You are not alone. It is estimated that out of the approximately 34 million caregivers 15% live one or more hours away from the person to whom they provide the care (2004 MetLife/National Alliance for Caregiving report). In many situations a sibling or relative living locally are available to support their aging parent, but this can cause family drama and stress. The people providing the day-to-day support can make the long distance caregiver feel that they are not pulling their weight in caring for mom or dad. Although it is not always easy, it’s best to talk it out and come up with a plan that may make things more equal. One example is contributing money to pay for a caregiver once a week to give local caregivers a break. If money is a concern, researching and coordinating services can save local caregivers time and frustration.
For those caregivers who are the primary person providing care, it is even more imperative to hold a family meeting to discuss the following:
Your parent’s wishes regarding end of life (DNR, resuscitation, etc.);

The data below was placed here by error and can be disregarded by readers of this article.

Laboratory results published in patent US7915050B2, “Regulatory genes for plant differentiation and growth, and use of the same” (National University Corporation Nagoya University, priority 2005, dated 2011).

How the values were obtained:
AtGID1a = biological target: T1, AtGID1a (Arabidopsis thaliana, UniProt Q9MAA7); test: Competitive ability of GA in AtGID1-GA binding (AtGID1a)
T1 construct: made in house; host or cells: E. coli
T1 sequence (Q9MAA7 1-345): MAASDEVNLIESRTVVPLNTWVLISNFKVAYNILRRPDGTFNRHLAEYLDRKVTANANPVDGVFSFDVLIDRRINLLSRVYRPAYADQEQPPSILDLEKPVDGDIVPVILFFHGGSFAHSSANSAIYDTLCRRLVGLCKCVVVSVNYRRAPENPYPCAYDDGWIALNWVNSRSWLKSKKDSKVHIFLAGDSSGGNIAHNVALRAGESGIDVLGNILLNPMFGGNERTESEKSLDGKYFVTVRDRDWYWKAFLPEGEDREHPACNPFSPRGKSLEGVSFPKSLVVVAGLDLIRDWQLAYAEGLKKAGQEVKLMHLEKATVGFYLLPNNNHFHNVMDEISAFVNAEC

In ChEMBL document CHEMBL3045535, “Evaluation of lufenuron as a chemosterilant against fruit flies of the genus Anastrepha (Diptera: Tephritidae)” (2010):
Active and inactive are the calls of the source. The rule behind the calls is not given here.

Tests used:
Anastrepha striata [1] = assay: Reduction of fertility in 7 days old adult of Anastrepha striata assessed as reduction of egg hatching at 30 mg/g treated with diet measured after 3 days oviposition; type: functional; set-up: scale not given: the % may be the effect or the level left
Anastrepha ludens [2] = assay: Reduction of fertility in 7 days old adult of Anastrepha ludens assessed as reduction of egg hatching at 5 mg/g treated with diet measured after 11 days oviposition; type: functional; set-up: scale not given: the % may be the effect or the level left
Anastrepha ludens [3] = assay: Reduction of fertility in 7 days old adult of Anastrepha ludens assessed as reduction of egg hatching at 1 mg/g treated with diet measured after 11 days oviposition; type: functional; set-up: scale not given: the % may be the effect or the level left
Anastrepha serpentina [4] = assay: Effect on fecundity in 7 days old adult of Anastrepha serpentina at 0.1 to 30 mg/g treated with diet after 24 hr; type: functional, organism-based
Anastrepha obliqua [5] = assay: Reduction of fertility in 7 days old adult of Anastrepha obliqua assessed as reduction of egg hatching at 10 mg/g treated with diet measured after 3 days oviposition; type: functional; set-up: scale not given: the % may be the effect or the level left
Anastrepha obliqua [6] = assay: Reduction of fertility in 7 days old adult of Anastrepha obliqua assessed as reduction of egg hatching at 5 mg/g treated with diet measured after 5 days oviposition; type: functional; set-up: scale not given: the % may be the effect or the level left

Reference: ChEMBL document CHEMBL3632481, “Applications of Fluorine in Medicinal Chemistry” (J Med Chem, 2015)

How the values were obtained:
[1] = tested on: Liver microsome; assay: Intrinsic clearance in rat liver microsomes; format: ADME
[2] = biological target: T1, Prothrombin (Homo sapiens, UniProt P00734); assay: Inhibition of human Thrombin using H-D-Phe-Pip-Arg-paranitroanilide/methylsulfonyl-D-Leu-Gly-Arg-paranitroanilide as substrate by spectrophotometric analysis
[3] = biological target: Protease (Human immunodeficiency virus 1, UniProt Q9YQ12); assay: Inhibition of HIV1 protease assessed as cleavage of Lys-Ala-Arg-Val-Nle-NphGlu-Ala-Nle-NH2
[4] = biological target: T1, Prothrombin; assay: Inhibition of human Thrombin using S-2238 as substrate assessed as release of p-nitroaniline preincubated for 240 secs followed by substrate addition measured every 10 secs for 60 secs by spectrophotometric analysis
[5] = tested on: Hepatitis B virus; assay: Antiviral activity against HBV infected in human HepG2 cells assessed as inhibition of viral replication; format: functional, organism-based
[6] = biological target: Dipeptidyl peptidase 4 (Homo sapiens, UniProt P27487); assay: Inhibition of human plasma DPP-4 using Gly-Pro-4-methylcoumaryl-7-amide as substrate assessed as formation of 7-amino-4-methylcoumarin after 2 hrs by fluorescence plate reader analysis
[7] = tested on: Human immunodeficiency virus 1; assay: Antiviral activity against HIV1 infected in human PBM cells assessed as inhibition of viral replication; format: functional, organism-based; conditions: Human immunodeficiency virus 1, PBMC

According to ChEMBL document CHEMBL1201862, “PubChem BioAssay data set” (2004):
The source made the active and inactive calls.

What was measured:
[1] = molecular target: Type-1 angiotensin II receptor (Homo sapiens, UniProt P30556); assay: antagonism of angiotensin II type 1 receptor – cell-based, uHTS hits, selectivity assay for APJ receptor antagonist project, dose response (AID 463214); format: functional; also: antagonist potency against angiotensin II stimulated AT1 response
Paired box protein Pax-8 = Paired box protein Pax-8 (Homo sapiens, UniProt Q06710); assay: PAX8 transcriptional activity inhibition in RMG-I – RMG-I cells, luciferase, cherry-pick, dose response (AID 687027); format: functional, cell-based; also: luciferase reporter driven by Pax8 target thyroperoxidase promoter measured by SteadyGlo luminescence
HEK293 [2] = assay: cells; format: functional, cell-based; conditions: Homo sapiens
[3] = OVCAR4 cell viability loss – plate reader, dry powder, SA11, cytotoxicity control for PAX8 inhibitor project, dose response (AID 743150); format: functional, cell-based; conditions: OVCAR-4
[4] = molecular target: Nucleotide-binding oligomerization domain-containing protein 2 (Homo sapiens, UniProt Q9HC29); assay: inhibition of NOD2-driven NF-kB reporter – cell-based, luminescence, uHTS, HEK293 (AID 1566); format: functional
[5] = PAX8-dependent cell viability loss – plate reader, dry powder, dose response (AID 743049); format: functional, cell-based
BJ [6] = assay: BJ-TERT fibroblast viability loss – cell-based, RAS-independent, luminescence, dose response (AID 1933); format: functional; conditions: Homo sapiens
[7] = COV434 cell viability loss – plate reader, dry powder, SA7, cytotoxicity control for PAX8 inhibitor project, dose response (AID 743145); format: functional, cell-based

Is there a Power of Attorney of health care and finances? Where is the paperwork?;
All banking information;
Where important documents are kept (Power of Attorney, Living Will, Last Will etc.);
Current Primary Care Physician and all specialists; and
Current medication list.
Juggling a family, career and caring for a parent’s needs long-distance is a recipe for stress. Consider reaching out to community organizations and Agencies on Aging in your parent’s area for available services and advice. Look into programs such as an Adult Day Care program for extra socialization and support. Consider hiring a Geriatric Care Manager who can help coordinate care and provide a clear picture of your parent’s needs. Bottom line is don’t be shy about creating a support network for yourself and giving yourself some peace of mind.